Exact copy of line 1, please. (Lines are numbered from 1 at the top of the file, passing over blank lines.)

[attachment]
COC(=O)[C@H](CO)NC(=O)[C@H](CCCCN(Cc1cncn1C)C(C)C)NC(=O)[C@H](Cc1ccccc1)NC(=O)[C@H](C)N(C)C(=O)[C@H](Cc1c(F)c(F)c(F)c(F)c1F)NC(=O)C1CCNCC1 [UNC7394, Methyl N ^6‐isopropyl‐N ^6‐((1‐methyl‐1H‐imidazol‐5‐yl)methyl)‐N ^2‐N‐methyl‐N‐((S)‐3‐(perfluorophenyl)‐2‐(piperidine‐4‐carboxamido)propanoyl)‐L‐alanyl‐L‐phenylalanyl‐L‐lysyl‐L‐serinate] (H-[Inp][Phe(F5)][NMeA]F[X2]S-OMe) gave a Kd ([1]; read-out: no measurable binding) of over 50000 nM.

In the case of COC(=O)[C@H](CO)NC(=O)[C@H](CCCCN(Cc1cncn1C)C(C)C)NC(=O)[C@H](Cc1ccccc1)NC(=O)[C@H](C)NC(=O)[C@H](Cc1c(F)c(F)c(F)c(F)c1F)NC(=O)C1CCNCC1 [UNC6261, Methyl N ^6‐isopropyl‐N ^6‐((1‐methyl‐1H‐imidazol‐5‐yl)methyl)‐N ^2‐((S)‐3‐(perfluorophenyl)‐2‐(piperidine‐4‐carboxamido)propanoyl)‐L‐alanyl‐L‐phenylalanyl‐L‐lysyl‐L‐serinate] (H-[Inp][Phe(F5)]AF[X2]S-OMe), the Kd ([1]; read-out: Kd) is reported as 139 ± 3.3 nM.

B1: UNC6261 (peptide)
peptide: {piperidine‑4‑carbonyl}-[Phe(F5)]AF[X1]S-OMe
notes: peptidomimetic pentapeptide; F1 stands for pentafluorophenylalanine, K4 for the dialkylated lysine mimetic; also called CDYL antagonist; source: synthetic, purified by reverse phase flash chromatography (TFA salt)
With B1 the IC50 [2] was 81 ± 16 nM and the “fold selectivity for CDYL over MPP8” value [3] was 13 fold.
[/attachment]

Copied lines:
COC(=O)[C@H](CO)NC(=O)[C@H](CCCCN(Cc1cncn1C)C(C)C)NC(=O)[C@H](Cc1ccccc1)NC(=O)[C@H](C)N(C)C(=O)[C@H](Cc1c(F)c(F)c(F)c(F)c1F)NC(=O)C1CCNCC1 [UNC7394, Methyl N ^6‐isopropyl‐N ^6‐((1‐methyl‐1H‐imidazol‐5‐yl)methyl)‐N ^2‐N‐methyl‐N‐((S)‐3‐(perfluorophenyl)‐2‐(piperidine‐4‐carboxamido)propanoyl)‐L‐alanyl‐L‐phenylalanyl‐L‐lysyl‐L‐serinate] (H-[Inp][Phe(F5)][NMeA]F[X2]S-OMe) gave a Kd ([1]; read-out: no measurable binding) of over 50000 nM.